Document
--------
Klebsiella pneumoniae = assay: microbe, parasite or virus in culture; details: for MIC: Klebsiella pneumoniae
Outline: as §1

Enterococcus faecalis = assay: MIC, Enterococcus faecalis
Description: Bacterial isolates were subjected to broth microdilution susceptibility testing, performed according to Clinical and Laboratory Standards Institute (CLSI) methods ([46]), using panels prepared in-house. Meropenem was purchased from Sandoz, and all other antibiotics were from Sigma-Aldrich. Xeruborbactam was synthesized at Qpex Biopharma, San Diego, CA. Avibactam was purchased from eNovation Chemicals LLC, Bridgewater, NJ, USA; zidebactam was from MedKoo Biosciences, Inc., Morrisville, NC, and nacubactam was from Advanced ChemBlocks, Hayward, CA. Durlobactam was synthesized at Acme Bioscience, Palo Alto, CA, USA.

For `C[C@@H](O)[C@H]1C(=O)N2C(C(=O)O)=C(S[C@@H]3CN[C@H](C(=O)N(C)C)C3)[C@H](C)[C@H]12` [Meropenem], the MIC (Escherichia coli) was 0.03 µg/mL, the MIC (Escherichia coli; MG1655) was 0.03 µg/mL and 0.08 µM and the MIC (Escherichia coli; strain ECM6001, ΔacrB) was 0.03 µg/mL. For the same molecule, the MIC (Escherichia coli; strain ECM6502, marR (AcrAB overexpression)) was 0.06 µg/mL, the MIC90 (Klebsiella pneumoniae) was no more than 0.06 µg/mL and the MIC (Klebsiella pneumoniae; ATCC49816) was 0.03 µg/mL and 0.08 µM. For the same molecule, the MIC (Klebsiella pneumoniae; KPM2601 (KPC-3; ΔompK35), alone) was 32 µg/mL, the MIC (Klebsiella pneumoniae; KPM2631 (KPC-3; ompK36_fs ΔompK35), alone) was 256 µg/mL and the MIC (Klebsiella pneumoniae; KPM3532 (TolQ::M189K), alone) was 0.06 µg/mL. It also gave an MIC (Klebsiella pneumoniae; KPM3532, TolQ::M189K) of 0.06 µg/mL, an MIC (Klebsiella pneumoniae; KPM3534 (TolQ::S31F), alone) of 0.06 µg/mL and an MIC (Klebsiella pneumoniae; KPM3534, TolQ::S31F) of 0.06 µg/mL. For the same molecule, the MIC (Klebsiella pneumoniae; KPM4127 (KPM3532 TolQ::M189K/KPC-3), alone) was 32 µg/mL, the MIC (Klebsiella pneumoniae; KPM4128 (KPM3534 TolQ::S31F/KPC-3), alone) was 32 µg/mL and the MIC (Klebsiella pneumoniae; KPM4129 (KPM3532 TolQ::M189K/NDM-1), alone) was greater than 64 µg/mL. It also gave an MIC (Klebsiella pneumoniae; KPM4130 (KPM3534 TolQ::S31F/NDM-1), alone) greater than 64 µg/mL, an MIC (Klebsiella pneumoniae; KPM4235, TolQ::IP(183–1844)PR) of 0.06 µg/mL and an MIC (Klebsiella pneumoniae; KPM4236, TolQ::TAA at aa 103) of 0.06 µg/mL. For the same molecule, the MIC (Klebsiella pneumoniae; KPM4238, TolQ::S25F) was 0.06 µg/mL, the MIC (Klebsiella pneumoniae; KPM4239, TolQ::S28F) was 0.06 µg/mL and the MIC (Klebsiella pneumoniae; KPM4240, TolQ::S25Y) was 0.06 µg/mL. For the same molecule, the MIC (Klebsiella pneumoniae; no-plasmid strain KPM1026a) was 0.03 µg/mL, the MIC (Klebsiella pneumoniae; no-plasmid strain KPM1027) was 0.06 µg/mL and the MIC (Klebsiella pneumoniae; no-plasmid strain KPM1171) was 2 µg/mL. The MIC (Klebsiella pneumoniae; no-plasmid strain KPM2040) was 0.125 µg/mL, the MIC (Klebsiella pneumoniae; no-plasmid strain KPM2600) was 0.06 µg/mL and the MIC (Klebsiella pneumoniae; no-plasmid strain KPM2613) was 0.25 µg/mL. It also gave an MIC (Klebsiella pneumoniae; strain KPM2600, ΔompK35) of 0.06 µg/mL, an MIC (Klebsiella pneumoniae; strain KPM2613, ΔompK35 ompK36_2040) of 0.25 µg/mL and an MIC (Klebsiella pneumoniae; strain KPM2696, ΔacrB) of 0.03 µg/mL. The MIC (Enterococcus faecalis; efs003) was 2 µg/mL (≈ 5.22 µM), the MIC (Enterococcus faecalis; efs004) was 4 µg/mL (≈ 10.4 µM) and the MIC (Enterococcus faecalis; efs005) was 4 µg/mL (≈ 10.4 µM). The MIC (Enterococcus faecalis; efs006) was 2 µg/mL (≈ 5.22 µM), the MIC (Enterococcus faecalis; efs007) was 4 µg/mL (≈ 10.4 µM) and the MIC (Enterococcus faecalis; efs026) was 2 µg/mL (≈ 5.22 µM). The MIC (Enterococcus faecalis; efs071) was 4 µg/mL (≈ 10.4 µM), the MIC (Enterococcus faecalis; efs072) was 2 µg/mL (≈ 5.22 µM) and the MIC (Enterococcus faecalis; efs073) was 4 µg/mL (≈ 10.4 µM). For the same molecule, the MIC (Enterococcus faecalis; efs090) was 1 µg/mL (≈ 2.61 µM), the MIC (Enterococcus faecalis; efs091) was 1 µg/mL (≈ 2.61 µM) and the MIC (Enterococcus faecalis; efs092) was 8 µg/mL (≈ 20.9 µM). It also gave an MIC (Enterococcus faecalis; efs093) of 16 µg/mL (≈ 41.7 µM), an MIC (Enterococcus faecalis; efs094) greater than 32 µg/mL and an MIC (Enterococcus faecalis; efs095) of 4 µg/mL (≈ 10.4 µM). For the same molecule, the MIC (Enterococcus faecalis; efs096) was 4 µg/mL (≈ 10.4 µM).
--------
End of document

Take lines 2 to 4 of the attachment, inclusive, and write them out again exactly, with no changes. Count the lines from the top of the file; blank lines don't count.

Outline: as §1

Enterococcus faecalis = assay: MIC, Enterococcus faecalis
Description: Bacterial isolates were subjected to broth microdilution susceptibility testing, performed according to Clinical and Laboratory Standards Institute (CLSI) methods ([46]), using panels prepared in-house. Meropenem was purchased from Sandoz, and all other antibiotics were from Sigma-Aldrich. Xeruborbactam was synthesized at Qpex Biopharma, San Diego, CA. Avibactam was purchased from eNovation Chemicals LLC, Bridgewater, NJ, USA; zidebactam was from MedKoo Biosciences, Inc., Morrisville, NC, and nacubactam was from Advanced ChemBlocks, Hayward, CA. Durlobactam was synthesized at Acme Bioscience, Palo Alto, CA, USA.